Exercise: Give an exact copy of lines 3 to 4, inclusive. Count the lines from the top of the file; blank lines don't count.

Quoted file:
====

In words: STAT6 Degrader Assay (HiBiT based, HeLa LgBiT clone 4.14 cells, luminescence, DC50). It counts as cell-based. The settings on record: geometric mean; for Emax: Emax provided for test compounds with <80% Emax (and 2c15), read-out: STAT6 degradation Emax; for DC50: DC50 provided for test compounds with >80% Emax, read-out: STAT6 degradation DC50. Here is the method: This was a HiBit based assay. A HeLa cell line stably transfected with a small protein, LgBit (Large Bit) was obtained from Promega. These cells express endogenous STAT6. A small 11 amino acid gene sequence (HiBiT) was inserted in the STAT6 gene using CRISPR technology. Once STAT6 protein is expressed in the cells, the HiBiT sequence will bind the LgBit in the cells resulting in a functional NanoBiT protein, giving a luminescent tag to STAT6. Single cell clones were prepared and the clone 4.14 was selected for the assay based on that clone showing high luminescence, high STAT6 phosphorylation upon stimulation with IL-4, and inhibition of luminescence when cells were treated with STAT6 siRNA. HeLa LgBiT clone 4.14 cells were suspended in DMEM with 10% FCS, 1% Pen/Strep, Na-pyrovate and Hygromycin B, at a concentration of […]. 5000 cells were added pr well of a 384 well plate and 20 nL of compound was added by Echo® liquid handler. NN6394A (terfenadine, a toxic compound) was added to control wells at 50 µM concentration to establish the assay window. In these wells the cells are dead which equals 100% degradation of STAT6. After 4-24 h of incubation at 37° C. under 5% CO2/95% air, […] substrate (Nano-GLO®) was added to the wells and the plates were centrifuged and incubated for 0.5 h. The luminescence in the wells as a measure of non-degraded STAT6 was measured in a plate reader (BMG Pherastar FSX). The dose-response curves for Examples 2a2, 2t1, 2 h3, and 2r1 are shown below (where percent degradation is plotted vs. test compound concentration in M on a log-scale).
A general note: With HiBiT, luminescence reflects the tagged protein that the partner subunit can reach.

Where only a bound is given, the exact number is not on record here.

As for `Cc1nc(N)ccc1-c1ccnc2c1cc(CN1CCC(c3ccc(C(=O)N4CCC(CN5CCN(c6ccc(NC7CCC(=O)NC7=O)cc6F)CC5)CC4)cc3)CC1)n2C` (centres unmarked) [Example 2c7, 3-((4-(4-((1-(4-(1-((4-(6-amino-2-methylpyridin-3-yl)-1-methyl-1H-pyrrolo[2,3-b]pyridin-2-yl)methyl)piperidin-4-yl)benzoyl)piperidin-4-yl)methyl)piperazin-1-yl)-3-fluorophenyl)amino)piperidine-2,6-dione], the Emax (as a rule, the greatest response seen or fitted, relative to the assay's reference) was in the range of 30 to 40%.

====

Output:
Where only a bound is given, the exact number is not on record here.

As for `Cc1nc(N)ccc1-c1ccnc2c1cc(CN1CCC(c3ccc(C(=O)N4CCC(CN5CCN(c6ccc(NC7CCC(=O)NC7=O)cc6F)CC5)CC4)cc3)CC1)n2C` (centres unmarked) [Example 2c7, 3-((4-(4-((1-(4-(1-((4-(6-amino-2-methylpyridin-3-yl)-1-methyl-1H-pyrrolo[2,3-b]pyridin-2-yl)methyl)piperidin-4-yl)benzoyl)piperidin-4-yl)methyl)piperazin-1-yl)-3-fluorophenyl)amino)piperidine-2,6-dione], the Emax (as a rule, the greatest response seen or fitted, relative to the assay's reference) was in the range of 30 to 40%.